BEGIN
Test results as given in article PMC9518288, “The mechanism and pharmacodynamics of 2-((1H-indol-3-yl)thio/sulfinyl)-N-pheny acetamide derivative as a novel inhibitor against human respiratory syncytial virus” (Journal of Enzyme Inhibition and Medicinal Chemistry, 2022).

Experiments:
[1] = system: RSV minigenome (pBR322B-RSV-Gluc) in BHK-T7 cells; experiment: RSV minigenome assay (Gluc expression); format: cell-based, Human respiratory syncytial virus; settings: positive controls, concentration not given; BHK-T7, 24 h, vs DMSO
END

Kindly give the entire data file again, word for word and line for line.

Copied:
Test results as given in article PMC9518288, “The mechanism and pharmacodynamics of 2-((1H-indol-3-yl)thio/sulfinyl)-N-pheny acetamide derivative as a novel inhibitor against human respiratory syncytial virus” (Journal of Enzyme Inhibition and Medicinal Chemistry, 2022).

Experiments:
[1] = system: RSV minigenome (pBR322B-RSV-Gluc) in BHK-T7 cells; experiment: RSV minigenome assay (Gluc expression); format: cell-based, Human respiratory syncytial virus; settings: positive controls, concentration not given; BHK-T7, 24 h, vs DMSO